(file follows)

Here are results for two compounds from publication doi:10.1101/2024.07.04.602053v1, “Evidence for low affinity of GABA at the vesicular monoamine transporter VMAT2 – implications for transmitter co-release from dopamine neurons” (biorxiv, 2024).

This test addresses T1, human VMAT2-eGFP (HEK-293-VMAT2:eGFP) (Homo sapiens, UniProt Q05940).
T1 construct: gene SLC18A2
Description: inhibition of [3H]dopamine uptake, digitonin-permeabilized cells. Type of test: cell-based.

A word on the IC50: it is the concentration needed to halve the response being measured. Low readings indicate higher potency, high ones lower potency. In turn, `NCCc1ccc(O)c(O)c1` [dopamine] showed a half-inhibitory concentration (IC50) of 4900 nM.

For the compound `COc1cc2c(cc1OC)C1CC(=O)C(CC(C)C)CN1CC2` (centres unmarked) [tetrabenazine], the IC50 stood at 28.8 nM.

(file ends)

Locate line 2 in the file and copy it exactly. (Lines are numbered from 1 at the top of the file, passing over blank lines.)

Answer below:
This test addresses T1, human VMAT2-eGFP (HEK-293-VMAT2:eGFP) (Homo sapiens, UniProt Q05940).